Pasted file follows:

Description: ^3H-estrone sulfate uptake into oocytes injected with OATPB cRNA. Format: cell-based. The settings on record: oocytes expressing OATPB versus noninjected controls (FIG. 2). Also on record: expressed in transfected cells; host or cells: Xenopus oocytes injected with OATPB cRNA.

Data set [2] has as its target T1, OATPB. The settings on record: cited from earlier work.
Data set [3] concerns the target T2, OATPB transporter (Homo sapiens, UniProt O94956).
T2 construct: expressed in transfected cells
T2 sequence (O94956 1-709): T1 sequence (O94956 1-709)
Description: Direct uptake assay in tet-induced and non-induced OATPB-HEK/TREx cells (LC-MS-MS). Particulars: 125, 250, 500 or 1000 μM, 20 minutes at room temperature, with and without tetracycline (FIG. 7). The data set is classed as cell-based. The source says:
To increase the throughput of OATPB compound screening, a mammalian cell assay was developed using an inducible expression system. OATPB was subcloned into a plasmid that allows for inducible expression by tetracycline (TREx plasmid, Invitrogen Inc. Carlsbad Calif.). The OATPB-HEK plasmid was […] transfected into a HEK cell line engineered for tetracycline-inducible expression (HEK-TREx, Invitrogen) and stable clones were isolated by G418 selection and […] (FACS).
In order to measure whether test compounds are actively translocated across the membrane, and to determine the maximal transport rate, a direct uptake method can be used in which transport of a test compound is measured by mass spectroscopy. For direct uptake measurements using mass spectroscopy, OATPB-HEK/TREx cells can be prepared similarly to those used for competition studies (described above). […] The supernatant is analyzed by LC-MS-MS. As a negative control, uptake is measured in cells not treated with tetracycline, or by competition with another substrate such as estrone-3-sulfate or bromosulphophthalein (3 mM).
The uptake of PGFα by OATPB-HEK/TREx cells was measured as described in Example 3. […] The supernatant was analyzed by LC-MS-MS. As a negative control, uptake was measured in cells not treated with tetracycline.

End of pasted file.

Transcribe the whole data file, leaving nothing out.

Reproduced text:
Description: ^3H-estrone sulfate uptake into oocytes injected with OATPB cRNA. Format: cell-based. The settings on record: oocytes expressing OATPB versus noninjected controls (FIG. 2). Also on record: expressed in transfected cells; host or cells: Xenopus oocytes injected with OATPB cRNA.

Data set [2] has as its target T1, OATPB. The settings on record: cited from earlier work.
Data set [3] concerns the target T2, OATPB transporter (Homo sapiens, UniProt O94956).
T2 construct: expressed in transfected cells
T2 sequence (O94956 1-709): T1 sequence (O94956 1-709)
Description: Direct uptake assay in tet-induced and non-induced OATPB-HEK/TREx cells (LC-MS-MS). Particulars: 125, 250, 500 or 1000 μM, 20 minutes at room temperature, with and without tetracycline (FIG. 7). The data set is classed as cell-based. The source says:
To increase the throughput of OATPB compound screening, a mammalian cell assay was developed using an inducible expression system. OATPB was subcloned into a plasmid that allows for inducible expression by tetracycline (TREx plasmid, Invitrogen Inc. Carlsbad Calif.). The OATPB-HEK plasmid was […] transfected into a HEK cell line engineered for tetracycline-inducible expression (HEK-TREx, Invitrogen) and stable clones were isolated by G418 selection and […] (FACS).
In order to measure whether test compounds are actively translocated across the membrane, and to determine the maximal transport rate, a direct uptake method can be used in which transport of a test compound is measured by mass spectroscopy. For direct uptake measurements using mass spectroscopy, OATPB-HEK/TREx cells can be prepared similarly to those used for competition studies (described above). […] The supernatant is analyzed by LC-MS-MS. As a negative control, uptake is measured in cells not treated with tetracycline, or by competition with another substrate such as estrone-3-sulfate or bromosulphophthalein (3 mM).
The uptake of PGFα by OATPB-HEK/TREx cells was measured as described in Example 3. […] The supernatant was analyzed by LC-MS-MS. As a negative control, uptake was measured in cells not treated with tetracycline.